Craft books abound, as do writing workshops and how-to seminars, or even blogs such as this one (sorry...couldn't resist that little pat on the back even if it did cramp my arm a little to reach so far). These resources are in abundance to help you with the writing part of the equation, so I won't be beating that dead horse.
Storytelling is a little trickier. You won't find stockpiles of kick-butt storytelling wisdom on every street corner. Never fear, though. I found an interesting Ted talk that imparts a fair amount of storytelling wisdom. Grab a cup of java and take a quick 18 minute lesson on The Mystery of Storytelling by agent Julian Friedmann.
You know that theory going around that it only takes 10,000 hours to become an expert at anything? Yeah. As I suspected, it's a big bunch of preservative-laden baloney.
The idea was popularized recently in Outliers, a book by Malcolm Gladwell, that says 10,000 hours of practice can turn anyone into an expert. Somehow, way down deep in my gastric region (oops...sorry for the visual), I just knew that if I cracked open some rocket science books and read for 10k hours, that I wouldn't become one of NASA's top dogs. It's not that simple.
This is not to say, however, that putting time and effort into a skill won't improve your aptitude. I'm just saying it takes more than reading about writing to master the craft. Things like:
Go to conferences
Interact in face-to-face critique groups
Branch out into different kinds of writing to broaden your range (poetry, for example)
Try teaching writing techniques to kids
Reading craft books is a valid way to grow as a writer, but it's not the only way.
This may seem obvious, but one of the perks of being a writer is knowing other writers. Like real, legit authors. Boy, howdy, it's like being a kid in a chocolate factory...though I still feel a little bad for stalking Frank Peretti like I did just to meet him face to face, emphasis on little.
Anyway, another perk is getting to read over other author's manuscripts before they get published, before they get edited, even. It's an honor and a treat.
And that's exactly what I've been working on this week. I just finished up a historical fiction that's sure to be a big seller. Sorry buddies. It won't come out until early next year, so I'm not a liberty to fill you in on the details. Next on the docket is a science fiction space thriller.
All this reading, though, cuts into writing time. Don't get me wrong. I don't begrudge it one bit. It's just one more ball a writer needs to juggle.
How are your time management skills? Are you brave enough to take the TIME MANAGEMENT ASSESSMENTtest? Go ahead. Give it a whirl. But first put down that cup of coffee and close out Facebook.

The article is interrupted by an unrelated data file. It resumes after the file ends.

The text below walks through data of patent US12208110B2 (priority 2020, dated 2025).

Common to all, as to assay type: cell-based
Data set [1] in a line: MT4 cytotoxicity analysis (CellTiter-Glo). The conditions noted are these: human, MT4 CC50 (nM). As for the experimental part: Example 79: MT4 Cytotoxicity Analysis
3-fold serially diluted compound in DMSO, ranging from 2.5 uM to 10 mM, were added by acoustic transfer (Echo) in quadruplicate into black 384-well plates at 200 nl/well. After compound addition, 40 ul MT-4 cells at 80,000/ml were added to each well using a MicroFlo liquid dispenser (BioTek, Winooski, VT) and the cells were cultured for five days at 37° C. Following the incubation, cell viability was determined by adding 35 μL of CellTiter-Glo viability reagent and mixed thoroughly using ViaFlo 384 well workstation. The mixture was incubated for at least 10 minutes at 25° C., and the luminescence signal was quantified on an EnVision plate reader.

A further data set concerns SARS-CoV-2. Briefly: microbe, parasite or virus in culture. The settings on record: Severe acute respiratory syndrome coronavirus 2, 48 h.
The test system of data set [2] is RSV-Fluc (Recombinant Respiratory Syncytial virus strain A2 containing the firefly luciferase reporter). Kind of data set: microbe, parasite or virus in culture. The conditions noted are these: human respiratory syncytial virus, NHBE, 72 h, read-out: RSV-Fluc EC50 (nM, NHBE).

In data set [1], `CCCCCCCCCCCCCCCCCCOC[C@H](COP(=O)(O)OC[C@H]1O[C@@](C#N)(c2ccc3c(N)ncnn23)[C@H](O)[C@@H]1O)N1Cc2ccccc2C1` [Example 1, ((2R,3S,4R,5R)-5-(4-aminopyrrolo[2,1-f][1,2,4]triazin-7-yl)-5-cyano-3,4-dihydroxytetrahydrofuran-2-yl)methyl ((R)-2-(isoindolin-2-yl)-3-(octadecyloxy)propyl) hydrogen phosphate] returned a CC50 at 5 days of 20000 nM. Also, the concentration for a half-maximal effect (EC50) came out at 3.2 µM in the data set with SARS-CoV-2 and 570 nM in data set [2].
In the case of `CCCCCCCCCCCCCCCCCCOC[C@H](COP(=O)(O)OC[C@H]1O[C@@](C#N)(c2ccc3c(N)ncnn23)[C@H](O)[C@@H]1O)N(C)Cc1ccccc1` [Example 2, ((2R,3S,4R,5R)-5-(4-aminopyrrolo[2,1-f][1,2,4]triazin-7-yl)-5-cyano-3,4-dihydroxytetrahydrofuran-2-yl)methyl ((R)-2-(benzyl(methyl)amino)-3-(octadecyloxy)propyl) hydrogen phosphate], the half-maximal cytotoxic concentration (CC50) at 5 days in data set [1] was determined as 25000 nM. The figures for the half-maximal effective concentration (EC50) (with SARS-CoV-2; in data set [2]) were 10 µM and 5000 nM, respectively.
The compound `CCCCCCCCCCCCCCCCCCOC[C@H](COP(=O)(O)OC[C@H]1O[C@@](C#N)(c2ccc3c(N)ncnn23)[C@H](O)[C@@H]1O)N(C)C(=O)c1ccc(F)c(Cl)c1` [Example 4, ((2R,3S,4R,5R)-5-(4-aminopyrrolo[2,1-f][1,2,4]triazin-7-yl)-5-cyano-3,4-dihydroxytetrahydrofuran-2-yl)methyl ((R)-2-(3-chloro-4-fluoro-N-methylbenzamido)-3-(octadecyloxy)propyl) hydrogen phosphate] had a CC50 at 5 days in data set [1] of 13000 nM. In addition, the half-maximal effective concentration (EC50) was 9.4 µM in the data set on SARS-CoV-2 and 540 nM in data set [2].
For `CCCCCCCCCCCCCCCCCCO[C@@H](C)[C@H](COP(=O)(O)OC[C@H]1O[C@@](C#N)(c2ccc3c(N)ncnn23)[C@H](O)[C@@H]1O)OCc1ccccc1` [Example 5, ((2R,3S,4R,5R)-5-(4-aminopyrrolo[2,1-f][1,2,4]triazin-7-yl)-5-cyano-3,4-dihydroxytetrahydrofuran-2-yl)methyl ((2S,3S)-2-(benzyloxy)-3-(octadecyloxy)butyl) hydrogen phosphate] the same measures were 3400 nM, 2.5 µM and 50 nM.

The other day I got a contract in the mail for one of my manuscripts. Whoop-de-doo right? Yeah, not so much. It's not that I've become so jaded that the sale of one of my stories doesn't send tingles down my legs. It's that they wanted me to pay them to publish the dang thing. Not kosher. Not at all. No matter how much they like my "fresh writing" and "riveting plot."
Warning Writer Wannabees: There are scammers in them there hills. Beware.
I read an article about three authors who buddied up to write the most horrific bit of prose possible. It was entitled Quoth the Cabbage, the story of a poor cabbage farmer in Russia. A group of escaped orphans hides in his cabbage patch, and lo and behold, small dolls emerge to help them. The farmer, the orphans, and the dolls begin the Russian Revolution. Of course they end up getting banished to Siberia, but there's a happy finale with the farmer, his family, and the orphans enjoying a warm bowl of sauerkraut.
The authors took only four days to compose this epic. The thing is, though, that they left out every second or third word, making it basically a fat pile of gibberish. Then to spice things up even more, they added in chunks of encyclopedia copy randomly and repeated large blocks of text.
They created a pen name--Richard Hulligan--and whipped up a goofy-butt query letter, then sent it out to five well-known agents and five unknowns. The five "real" agents kicked Mr. Hulligan to the curb. Three of the five unknown agents were less harsh, but still turned him down. But two of the agents asked to see the full, and when they did, they wrote back asking to represent Mr. Hulligan. . . for a fee, of course.